The samples come from “Why I Oppose the War in Vietnam,” perhaps King’s most controversial sermon. Though miles away from “I Have A Dream,” this sermon deserves to take its place right next to that iconic speech most Americans now embrace. They did not embrace this sermon. Delivered on April 7, 1967, at his Ebeneezer Baptist Church, it is based on a famous speech he gave at New York’s Riverside Church on April 4, 1967. There he sought to join issues of Civil Rights to the war in Vietnam and to economic fairness in a stinging, prophetic vision as relevant today—perhaps even more so—than it was then. The vision costed him. Many supporters turned away. Time magazine and the Washington Post denounced him. But he would not stop.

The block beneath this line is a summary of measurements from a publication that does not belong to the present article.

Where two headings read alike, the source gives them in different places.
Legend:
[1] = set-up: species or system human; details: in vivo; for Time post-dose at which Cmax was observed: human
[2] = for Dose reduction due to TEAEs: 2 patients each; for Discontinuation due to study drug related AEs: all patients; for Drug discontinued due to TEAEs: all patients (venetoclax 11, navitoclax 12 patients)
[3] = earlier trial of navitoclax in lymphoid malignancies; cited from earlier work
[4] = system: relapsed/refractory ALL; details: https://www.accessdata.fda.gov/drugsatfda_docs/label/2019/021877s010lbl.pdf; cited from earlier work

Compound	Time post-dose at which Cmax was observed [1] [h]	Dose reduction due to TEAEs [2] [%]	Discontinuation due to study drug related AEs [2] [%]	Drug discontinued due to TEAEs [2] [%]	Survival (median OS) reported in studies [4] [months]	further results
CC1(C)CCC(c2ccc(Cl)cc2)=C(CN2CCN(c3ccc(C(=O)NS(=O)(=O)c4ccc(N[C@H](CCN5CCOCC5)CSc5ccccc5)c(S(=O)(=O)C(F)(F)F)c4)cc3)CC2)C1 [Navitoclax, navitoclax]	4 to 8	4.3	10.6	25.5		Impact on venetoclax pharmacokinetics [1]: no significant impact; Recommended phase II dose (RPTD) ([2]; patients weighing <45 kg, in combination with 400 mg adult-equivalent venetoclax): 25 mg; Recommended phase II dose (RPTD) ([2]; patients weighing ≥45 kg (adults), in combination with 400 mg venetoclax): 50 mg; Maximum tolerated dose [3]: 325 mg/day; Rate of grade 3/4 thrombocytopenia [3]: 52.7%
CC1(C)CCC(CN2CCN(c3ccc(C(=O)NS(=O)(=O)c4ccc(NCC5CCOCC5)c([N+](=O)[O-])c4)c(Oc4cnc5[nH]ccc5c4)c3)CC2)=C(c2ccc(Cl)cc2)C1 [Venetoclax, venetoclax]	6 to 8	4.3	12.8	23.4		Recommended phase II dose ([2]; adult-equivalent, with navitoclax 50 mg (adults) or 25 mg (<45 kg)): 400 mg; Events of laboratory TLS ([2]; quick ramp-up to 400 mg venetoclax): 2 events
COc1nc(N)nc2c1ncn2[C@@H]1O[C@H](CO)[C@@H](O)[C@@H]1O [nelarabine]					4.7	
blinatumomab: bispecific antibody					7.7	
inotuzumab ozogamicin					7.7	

Yet, eerily, one year to the day after the Riverside speech, he would die in Memphis.
For more on the speech and sermon, how Daniel and I came to put together the following music, and the North Central College Poetry and Protest event at which it debuted, go HERE to an article on King’s call to conquer the “Giant Triplets” of Racism, Militarism, and Economic Exploitation—a call perhaps, sadly, even more relevant today.
For now, just watch and listen.
♦ Go to Graphic Inequality to learn more about the growing economic disparities central to King’s sermon. It’s grown worse since King’s prophetic words.
♦ Go to Father Mike and the Gospel Extravaganza. At my college, MLK week is often paired with the Gospel Extravaganza—an event now well over 25 years old—which acts as a bridge from MLK week to Black History Month.
♦ Hear more of Dan Guzman’s music on this site.